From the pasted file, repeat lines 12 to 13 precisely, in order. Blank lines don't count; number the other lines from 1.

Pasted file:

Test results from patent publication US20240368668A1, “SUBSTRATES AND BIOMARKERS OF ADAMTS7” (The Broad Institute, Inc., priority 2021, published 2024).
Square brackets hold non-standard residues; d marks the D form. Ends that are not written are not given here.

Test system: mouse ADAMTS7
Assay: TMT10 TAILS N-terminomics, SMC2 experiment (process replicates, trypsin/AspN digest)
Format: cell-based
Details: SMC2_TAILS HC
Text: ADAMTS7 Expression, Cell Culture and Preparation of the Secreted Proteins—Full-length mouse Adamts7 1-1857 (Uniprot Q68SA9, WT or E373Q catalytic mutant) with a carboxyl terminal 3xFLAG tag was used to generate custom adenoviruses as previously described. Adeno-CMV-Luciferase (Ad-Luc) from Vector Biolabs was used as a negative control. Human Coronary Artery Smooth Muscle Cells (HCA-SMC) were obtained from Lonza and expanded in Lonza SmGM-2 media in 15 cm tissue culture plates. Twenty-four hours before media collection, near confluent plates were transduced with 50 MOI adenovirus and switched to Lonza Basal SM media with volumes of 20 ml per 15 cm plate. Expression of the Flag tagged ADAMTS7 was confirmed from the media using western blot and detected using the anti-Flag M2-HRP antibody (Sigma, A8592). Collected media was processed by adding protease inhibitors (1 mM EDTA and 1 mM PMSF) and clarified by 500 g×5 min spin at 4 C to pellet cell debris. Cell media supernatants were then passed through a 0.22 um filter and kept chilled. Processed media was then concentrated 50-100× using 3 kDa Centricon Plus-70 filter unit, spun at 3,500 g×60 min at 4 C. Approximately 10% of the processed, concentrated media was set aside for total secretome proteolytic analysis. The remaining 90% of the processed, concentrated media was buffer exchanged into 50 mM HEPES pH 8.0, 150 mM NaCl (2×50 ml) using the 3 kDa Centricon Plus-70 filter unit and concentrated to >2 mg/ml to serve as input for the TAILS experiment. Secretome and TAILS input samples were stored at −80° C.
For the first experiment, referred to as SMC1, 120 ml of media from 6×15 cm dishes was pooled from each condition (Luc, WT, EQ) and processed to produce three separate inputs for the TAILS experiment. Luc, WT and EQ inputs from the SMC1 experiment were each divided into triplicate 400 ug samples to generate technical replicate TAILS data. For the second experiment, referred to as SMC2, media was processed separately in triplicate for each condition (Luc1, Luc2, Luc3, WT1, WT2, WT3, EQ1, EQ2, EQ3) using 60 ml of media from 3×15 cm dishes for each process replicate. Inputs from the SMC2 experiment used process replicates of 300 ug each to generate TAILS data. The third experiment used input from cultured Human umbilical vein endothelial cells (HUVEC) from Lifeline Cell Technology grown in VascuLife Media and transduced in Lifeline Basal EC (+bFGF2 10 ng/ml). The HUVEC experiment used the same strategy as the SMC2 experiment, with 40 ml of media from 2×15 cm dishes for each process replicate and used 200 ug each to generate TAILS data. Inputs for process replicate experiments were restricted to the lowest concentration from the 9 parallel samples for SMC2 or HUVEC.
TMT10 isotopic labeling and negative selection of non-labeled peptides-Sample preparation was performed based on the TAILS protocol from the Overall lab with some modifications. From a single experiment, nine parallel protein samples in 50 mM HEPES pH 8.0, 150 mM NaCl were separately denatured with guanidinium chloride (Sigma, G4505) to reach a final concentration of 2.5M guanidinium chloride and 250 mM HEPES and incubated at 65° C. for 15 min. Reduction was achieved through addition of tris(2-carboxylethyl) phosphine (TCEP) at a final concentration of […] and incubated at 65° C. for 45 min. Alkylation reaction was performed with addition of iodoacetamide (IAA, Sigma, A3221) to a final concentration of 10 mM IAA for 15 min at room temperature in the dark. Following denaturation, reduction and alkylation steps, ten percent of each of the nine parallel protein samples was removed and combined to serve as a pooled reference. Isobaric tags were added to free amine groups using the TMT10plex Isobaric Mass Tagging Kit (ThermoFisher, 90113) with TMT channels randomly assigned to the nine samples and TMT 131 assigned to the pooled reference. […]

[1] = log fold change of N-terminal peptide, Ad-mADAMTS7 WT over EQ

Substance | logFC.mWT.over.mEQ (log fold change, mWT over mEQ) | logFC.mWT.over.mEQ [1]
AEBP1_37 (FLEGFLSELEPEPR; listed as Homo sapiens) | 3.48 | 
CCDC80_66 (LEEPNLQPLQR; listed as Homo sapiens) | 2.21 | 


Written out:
AEBP1_37 (FLEGFLSELEPEPR; listed as Homo sapiens) | 3.48 | 
CCDC80_66 (LEEPNLQPLQR; listed as Homo sapiens) | 2.21 | 